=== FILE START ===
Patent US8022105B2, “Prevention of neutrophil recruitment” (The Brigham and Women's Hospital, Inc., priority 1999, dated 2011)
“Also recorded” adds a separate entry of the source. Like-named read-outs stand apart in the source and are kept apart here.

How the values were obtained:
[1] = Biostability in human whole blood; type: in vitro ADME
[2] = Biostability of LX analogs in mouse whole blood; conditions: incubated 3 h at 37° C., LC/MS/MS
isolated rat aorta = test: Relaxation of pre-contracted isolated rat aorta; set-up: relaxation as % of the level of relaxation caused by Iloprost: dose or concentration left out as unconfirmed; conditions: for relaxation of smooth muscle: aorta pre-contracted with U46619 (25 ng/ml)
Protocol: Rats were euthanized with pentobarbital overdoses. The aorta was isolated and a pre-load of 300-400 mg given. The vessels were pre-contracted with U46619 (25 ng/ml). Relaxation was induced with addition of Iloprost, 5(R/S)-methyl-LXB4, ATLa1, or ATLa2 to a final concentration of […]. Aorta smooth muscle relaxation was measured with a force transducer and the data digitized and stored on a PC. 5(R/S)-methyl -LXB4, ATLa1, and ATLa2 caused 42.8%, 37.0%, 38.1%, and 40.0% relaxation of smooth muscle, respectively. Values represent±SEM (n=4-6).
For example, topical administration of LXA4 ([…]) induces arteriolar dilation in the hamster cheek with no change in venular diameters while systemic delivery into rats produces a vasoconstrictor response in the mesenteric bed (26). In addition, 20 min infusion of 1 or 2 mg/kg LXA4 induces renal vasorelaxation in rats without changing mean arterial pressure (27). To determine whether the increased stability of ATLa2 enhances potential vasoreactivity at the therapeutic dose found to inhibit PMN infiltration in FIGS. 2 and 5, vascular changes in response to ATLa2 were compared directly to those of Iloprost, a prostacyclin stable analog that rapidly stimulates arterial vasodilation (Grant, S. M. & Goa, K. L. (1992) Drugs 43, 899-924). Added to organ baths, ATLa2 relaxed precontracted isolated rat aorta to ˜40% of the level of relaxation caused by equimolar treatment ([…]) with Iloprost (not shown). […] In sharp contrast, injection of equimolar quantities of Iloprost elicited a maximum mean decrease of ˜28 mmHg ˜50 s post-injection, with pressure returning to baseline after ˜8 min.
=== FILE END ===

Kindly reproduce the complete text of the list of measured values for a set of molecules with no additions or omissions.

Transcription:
Patent US8022105B2, “Prevention of neutrophil recruitment” (The Brigham and Women's Hospital, Inc., priority 1999, dated 2011)
“Also recorded” adds a separate entry of the source. Like-named read-outs stand apart in the source and are kept apart here.

How the values were obtained:
[1] = Biostability in human whole blood; type: in vitro ADME
[2] = Biostability of LX analogs in mouse whole blood; conditions: incubated 3 h at 37° C., LC/MS/MS
isolated rat aorta = test: Relaxation of pre-contracted isolated rat aorta; set-up: relaxation as % of the level of relaxation caused by Iloprost: dose or concentration left out as unconfirmed; conditions: for relaxation of smooth muscle: aorta pre-contracted with U46619 (25 ng/ml)
Protocol: Rats were euthanized with pentobarbital overdoses. The aorta was isolated and a pre-load of 300-400 mg given. The vessels were pre-contracted with U46619 (25 ng/ml). Relaxation was induced with addition of Iloprost, 5(R/S)-methyl-LXB4, ATLa1, or ATLa2 to a final concentration of […]. Aorta smooth muscle relaxation was measured with a force transducer and the data digitized and stored on a PC. 5(R/S)-methyl -LXB4, ATLa1, and ATLa2 caused 42.8%, 37.0%, 38.1%, and 40.0% relaxation of smooth muscle, respectively. Values represent±SEM (n=4-6).
For example, topical administration of LXA4 ([…]) induces arteriolar dilation in the hamster cheek with no change in venular diameters while systemic delivery into rats produces a vasoconstrictor response in the mesenteric bed (26). In addition, 20 min infusion of 1 or 2 mg/kg LXA4 induces renal vasorelaxation in rats without changing mean arterial pressure (27). To determine whether the increased stability of ATLa2 enhances potential vasoreactivity at the therapeutic dose found to inhibit PMN infiltration in FIGS. 2 and 5, vascular changes in response to ATLa2 were compared directly to those of Iloprost, a prostacyclin stable analog that rapidly stimulates arterial vasodilation (Grant, S. M. & Goa, K. L. (1992) Drugs 43, 899-924). Added to organ baths, ATLa2 relaxed precontracted isolated rat aorta to ˜40% of the level of relaxation caused by equimolar treatment ([…]) with Iloprost (not shown). […] In sharp contrast, injection of equimolar quantities of Iloprost elicited a maximum mean decrease of ˜28 mmHg ˜50 s post-injection, with pressure returning to baseline after ˜8 min.